Adams State's CASA offers a home for diversity


"Casa" is Spanish for house. At Adams State, CASA is Cultural Awareness Student Achievement - and a place that feels like home.

The organization was created to strengthen the university's commitment as a Hispanic Serving Institution (federal designation for colleges & universities with a minimum of 25 percent Hispanic enrollment.) This year, that commitment comes with an actual casa - the CASA House, located on Faculty Drive just west of the Nielsen Library.

The concept is deceptively simple: students are more likely to persist in college if they are engaged with more than their courses. Sports, clubs, dorm life - all support student success.

CASA was created specifically to reach out to Hispanic, first-generation students - often commuters - to make them feel more at home and connected with university life. CASA Coordinator Oneyda Maestas said their motto sums up this philosophy: "Welcome to the CASA house: a place where strangers become friends, and friends become your family."

Cheyenna Sherlock can attest to the reality of that philosophy: "Oneyda is like a second mother to me." The sophomore history major comes from a tight-knit family in Arizona.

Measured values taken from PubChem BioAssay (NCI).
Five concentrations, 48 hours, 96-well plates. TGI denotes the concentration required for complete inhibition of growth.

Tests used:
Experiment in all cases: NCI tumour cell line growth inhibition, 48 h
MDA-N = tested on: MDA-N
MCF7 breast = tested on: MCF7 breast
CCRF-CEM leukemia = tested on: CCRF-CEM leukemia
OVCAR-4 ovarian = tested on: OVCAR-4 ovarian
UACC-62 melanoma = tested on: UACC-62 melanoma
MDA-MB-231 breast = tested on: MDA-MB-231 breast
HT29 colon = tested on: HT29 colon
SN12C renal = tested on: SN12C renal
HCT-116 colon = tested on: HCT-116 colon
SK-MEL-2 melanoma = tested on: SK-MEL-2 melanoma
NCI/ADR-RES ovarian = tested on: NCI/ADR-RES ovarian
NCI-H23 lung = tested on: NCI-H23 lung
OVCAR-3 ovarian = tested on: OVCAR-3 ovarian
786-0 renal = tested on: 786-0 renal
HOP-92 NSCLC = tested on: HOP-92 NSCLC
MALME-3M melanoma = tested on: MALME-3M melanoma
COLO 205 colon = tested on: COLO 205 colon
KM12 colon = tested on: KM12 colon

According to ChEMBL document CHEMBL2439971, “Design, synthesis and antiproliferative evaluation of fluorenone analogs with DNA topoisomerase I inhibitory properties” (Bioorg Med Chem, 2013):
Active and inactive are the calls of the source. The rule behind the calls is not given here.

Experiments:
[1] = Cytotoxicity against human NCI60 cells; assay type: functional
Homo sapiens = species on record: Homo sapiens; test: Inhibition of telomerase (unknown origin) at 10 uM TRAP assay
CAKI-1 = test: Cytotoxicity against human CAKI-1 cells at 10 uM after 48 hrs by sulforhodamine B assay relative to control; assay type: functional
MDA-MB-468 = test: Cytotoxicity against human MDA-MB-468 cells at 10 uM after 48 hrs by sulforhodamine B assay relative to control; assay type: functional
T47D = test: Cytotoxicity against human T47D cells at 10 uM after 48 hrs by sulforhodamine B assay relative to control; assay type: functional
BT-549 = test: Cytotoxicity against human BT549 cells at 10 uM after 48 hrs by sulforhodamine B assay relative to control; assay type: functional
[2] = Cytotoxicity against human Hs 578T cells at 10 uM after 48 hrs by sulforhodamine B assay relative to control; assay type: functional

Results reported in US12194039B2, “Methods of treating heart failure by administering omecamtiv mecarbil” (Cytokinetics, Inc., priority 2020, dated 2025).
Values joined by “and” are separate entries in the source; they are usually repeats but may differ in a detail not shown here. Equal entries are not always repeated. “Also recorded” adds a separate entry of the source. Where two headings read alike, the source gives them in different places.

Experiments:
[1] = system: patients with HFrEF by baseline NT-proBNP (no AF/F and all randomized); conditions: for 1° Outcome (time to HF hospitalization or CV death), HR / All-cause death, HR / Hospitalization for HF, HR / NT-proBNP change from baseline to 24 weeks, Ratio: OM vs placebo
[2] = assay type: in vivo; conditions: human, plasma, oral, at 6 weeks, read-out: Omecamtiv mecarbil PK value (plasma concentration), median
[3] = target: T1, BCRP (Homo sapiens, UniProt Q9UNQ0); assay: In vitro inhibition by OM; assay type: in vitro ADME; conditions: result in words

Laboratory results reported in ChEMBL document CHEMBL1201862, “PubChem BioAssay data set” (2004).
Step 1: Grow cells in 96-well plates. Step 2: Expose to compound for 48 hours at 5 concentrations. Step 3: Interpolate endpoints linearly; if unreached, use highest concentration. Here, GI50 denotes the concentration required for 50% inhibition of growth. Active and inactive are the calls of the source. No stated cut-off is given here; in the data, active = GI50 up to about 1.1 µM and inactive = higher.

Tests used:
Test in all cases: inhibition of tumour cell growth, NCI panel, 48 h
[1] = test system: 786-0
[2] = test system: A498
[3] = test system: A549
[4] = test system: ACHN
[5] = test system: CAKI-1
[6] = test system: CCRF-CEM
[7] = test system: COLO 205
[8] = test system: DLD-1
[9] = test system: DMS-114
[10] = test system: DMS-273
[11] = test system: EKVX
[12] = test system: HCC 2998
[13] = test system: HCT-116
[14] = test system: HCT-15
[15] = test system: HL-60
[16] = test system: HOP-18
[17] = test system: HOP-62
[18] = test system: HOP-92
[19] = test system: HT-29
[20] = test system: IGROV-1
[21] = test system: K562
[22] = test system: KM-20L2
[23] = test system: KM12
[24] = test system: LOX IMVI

CASA's door is open to all students, however, as sophomore history/government and Spanish major Nathan Herren-Crites pointed out. "This is a diverse group, not just for Latinos." CASA builds cooperation with other student clubs, with members also belonging to such groups as TriBeta, Circle K, Prizm, BSU, PBL, Newman Club, and the Robotics Society.

Nathan Herren-Crites, Jesus Castillo, and Scott Gesling learn to make chicos using a traditional horno.
That's one way CASA fulfills its mission of promoting learning, celebrating cultures, and fostering student leadership and success. CASA organizes Hispanic event programming, such as the recent celebration of Cesar Chavez Week. It also sponsors field trips that focus on Hispanic heritage. For example, this past year the group learned to make chicos (dried corn), attended San Geronimo Days at the Taos Pueblo, and organized a matanza, the traditional communal activity of butchering a sheep. The group gets together every Friday to share lunch and plans.

Vicente Rios shares his tortilla making skills.
CASA has evolved from a staff-managed entity to one that is student led, Maestas said. Participants have attended national conventions of HACU (Hispanic Association of Colleges and Universities) for the last three years. Last fall, 13 ASU students traveled to Washington, D.C. for the event. Student sessions develop leadership skills and explore opportunities for internships and careers in a range of fields. Students are then required to develop a campus activity or event based on what they've learned. Andres Arredondo is planning a garden to provide produce for CASA. Herren-Crites and Jose Orozco are planning wellness events.

By Julie Waechter